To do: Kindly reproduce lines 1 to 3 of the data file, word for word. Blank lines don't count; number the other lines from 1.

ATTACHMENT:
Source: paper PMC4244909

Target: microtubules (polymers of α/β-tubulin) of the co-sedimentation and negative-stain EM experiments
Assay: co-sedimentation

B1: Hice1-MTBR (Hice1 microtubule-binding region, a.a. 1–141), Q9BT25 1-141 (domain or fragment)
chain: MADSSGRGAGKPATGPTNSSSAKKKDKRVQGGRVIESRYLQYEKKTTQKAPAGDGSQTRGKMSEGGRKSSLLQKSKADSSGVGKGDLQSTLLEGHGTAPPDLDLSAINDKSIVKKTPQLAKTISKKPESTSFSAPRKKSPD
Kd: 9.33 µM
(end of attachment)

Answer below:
Source: paper PMC4244909

Target: microtubules (polymers of α/β-tubulin) of the co-sedimentation and negative-stain EM experiments
Assay: co-sedimentation